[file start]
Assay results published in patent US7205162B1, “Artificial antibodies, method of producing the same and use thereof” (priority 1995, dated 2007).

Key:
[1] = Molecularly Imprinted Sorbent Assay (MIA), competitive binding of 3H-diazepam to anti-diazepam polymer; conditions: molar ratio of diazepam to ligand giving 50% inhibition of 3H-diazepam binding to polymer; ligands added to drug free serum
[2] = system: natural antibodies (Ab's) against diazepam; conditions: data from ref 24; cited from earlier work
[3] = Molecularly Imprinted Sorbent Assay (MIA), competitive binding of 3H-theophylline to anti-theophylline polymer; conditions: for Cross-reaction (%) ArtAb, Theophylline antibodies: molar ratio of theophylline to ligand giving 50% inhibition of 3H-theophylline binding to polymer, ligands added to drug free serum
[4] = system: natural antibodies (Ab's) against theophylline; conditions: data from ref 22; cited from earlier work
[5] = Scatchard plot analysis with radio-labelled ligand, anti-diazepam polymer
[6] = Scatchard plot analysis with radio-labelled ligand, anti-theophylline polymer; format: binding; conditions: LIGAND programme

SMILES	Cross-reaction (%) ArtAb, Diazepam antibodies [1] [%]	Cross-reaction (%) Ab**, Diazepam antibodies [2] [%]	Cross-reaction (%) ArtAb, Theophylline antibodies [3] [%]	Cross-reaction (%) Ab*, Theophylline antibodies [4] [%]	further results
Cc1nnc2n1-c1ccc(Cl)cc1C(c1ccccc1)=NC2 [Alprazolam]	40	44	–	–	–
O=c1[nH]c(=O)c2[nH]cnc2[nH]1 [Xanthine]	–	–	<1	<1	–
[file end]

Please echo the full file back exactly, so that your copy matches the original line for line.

Assay results published in patent US7205162B1, “Artificial antibodies, method of producing the same and use thereof” (priority 1995, dated 2007).

Key:
[1] = Molecularly Imprinted Sorbent Assay (MIA), competitive binding of 3H-diazepam to anti-diazepam polymer; conditions: molar ratio of diazepam to ligand giving 50% inhibition of 3H-diazepam binding to polymer; ligands added to drug free serum
[2] = system: natural antibodies (Ab's) against diazepam; conditions: data from ref 24; cited from earlier work
[3] = Molecularly Imprinted Sorbent Assay (MIA), competitive binding of 3H-theophylline to anti-theophylline polymer; conditions: for Cross-reaction (%) ArtAb, Theophylline antibodies: molar ratio of theophylline to ligand giving 50% inhibition of 3H-theophylline binding to polymer, ligands added to drug free serum
[4] = system: natural antibodies (Ab's) against theophylline; conditions: data from ref 22; cited from earlier work
[5] = Scatchard plot analysis with radio-labelled ligand, anti-diazepam polymer
[6] = Scatchard plot analysis with radio-labelled ligand, anti-theophylline polymer; format: binding; conditions: LIGAND programme

SMILES	Cross-reaction (%) ArtAb, Diazepam antibodies [1] [%]	Cross-reaction (%) Ab**, Diazepam antibodies [2] [%]	Cross-reaction (%) ArtAb, Theophylline antibodies [3] [%]	Cross-reaction (%) Ab*, Theophylline antibodies [4] [%]	further results
Cc1nnc2n1-c1ccc(Cl)cc1C(c1ccccc1)=NC2 [Alprazolam]	40	44	–	–	–
O=c1[nH]c(=O)c2[nH]cnc2[nH]1 [Xanthine]	–	–	<1	<1	–